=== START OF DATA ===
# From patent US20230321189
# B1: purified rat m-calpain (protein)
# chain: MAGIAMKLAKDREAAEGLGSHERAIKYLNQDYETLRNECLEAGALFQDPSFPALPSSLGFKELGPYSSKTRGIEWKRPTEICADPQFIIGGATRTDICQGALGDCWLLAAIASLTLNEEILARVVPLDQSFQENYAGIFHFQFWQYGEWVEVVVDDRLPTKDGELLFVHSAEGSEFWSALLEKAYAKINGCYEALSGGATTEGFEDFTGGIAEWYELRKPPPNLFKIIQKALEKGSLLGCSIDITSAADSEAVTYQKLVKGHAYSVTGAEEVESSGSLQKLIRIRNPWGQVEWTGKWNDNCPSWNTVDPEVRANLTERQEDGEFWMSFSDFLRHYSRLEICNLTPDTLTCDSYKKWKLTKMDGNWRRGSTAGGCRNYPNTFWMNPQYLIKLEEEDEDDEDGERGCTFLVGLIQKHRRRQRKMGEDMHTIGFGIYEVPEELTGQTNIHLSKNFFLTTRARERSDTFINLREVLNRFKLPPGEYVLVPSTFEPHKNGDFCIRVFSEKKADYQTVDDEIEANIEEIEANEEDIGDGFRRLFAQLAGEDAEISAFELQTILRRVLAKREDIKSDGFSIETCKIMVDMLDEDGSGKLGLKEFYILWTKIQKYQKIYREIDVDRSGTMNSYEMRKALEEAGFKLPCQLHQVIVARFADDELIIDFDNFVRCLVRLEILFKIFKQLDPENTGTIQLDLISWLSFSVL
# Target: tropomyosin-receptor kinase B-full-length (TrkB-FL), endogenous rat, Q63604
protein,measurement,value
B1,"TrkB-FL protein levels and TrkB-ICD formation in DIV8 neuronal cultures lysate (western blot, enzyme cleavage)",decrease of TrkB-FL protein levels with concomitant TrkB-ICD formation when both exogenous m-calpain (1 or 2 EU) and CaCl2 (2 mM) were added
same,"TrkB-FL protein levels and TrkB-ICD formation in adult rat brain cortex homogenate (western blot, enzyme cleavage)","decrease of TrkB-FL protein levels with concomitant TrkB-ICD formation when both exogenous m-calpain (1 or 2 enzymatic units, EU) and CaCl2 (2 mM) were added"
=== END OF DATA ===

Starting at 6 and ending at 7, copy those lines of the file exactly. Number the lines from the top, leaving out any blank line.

B1,"TrkB-FL protein levels and TrkB-ICD formation in DIV8 neuronal cultures lysate (western blot, enzyme cleavage)",decrease of TrkB-FL protein levels with concomitant TrkB-ICD formation when both exogenous m-calpain (1 or 2 EU) and CaCl2 (2 mM) were added
same,"TrkB-FL protein levels and TrkB-ICD formation in adult rat brain cortex homogenate (western blot, enzyme cleavage)","decrease of TrkB-FL protein levels with concomitant TrkB-ICD formation when both exogenous m-calpain (1 or 2 enzymatic units, EU) and CaCl2 (2 mM) were added"